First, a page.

Why did Russia’s rating grow?

Why did Russia’s rating grow?

According to Reuters, ratings agency Fitch revised its outlook on Russia’s long-term foreign- and local-currency issuer default ratings to positive from stable. Fitch, which also affirmed Russia’s rating at “BBB-”, said the country continues to make progress in strengthening its policy framework, underpinned by a more flexible exchange rate, strong commitment to inflation targeting and a prudent fiscal strategy. Standard & Poor’s Global Ratings last week retained Russia’s long-and short-term foreign currency rating at ‘BB+/B’ with a positive outlook.

The rating agency added that Russia's recently approved budget rule reflects the country's commitment to fiscal prudence, Sputnik reports. "This policy mix will result in improved macroeconomic stability and, together with robust external and fiscal balance sheets, increases the economy's resilience to shocks," Fitch said.

Fitch cited some inflationary risks stemming from exchange rate volatility, domestic demand recovery and food price shocks. Inflation is expected to average at 4.5 percent in 2018-2019, an unprecedented low for Russia, Fitch added.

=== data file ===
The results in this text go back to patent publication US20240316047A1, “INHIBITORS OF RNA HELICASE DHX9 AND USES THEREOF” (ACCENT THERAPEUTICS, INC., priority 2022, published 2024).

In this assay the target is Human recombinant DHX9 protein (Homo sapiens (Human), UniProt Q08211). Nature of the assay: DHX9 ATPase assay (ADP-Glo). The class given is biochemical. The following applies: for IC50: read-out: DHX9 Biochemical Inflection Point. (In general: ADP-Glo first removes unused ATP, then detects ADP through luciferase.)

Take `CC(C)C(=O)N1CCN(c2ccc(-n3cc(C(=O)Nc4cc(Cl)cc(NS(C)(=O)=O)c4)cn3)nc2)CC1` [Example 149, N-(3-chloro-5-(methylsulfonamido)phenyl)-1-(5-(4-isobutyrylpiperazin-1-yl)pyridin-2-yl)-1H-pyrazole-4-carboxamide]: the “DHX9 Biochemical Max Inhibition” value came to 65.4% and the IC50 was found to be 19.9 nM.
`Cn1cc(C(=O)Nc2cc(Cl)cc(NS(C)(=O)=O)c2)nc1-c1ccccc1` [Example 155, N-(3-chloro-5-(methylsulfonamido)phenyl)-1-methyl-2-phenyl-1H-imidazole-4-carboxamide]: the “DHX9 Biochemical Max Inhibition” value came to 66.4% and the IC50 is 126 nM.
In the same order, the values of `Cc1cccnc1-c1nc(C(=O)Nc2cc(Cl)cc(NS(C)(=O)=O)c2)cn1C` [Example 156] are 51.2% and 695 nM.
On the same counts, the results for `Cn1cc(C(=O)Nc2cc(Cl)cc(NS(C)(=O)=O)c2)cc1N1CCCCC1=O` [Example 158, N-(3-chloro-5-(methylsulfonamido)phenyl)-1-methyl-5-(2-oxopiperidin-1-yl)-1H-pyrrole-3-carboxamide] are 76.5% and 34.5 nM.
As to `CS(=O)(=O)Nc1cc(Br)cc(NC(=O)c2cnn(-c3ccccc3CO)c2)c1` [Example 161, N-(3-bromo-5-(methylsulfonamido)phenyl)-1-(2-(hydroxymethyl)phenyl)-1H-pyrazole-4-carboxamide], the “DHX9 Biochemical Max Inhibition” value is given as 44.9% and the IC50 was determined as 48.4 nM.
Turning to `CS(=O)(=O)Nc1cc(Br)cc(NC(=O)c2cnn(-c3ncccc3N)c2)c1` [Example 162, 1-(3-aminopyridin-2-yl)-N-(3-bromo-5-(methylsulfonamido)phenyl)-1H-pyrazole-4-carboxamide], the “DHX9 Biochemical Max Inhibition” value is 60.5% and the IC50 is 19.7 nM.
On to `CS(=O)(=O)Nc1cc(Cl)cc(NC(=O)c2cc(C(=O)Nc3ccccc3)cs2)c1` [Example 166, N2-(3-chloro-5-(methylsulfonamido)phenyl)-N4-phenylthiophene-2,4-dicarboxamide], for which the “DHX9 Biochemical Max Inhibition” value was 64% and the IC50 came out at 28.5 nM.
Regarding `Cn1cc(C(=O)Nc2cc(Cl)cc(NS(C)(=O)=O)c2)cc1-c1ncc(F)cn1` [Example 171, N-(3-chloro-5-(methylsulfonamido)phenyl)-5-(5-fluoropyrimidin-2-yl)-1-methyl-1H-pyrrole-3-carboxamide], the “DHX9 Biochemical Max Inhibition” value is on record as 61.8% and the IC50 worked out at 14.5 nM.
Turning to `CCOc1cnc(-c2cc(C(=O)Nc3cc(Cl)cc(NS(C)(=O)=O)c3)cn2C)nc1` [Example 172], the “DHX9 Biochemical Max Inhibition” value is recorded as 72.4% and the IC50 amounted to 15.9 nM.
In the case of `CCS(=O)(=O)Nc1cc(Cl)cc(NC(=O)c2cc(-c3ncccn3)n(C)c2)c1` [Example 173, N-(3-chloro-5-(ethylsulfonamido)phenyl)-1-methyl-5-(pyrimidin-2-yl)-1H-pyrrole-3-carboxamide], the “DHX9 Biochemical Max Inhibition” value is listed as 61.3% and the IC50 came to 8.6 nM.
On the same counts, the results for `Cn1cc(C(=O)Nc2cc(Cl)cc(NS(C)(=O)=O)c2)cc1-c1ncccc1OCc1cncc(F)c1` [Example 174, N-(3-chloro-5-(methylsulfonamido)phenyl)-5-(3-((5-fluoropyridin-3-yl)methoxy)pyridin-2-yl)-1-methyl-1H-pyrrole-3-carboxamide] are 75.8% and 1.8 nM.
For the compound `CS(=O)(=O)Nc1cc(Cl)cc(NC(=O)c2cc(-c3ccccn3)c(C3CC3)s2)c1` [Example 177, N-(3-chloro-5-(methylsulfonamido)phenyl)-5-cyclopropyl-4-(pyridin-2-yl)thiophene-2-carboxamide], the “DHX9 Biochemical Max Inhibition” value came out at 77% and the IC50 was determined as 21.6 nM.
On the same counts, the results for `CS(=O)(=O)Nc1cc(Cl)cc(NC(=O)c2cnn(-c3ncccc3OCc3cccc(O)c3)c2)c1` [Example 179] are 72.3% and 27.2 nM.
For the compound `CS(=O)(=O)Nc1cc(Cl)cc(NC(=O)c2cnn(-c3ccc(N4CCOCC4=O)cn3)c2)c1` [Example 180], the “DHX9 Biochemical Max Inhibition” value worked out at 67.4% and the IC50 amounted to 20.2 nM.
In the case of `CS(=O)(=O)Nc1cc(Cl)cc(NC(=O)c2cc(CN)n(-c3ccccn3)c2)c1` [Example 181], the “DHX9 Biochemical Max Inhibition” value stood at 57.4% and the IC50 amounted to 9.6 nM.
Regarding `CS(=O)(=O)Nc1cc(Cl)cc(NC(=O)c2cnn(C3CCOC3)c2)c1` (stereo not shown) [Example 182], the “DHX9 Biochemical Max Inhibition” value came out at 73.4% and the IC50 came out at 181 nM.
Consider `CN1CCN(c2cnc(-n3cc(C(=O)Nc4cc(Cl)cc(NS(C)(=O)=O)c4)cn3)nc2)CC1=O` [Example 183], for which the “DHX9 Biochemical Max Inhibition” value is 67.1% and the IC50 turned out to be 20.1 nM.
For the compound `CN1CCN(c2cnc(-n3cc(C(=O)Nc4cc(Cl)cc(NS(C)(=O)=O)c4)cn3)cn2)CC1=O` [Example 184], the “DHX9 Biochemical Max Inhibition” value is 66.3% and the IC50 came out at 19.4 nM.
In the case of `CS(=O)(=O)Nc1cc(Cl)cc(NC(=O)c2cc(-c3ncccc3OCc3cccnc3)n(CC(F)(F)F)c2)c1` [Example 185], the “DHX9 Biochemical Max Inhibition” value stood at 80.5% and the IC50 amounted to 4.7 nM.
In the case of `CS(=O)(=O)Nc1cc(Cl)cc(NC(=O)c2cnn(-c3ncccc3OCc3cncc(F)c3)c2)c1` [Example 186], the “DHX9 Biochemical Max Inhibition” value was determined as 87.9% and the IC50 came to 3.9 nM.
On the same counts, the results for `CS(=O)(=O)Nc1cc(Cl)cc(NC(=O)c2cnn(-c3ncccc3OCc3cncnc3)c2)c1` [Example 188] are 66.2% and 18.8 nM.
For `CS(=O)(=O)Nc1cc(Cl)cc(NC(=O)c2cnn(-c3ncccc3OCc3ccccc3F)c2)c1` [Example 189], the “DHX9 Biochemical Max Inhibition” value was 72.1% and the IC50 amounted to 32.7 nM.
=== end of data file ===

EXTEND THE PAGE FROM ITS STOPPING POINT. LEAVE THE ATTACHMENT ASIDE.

Commenting on the improvement of Fitch's revision of Russia outlook from stable to positive, Russian Finance Minister Anton Siluanov noted that this is a logical decision reflecting the government's efforts to maintain macroeconomic stability. "The agency gave a high assessment of the budgetary policy pursued, and noted the adoption of the budget rule as a factor of the budget stability," he said.

In turn, the head of the international committee of the Federation Council, Konstantin Kosachev, noted that revision of the outlook was belated, as the Russian economy had been demonstrating positive dynamics for many months.

The deputy head of the budget committee, Nikolai Zhuravlev, drew attention to the fact that the rating upgrade has good grounds. "It reflects the current state of the domestic economy, this is a result of the successful measures of the mega-regulator to reduce inflation, and effective monetary policy, strengthening the ruble," he said.

The head of the State Duma committee for Financial Markets, Anatoly Aksakov, focused on the fact that Fitch's decision will help Russian banks. "Obviously, this will activate the flow of investment into the country, the banking sector will be able to attract resources for lower cost,” Aksakov said, explaining that the increase in the rating outlook was due to the good macroeconomic situation in Russia. "Macroeconomics is good, there is a certainty that the GDP growth will be more than 2%, investment growth has begun and the financial situation is stable, " he said.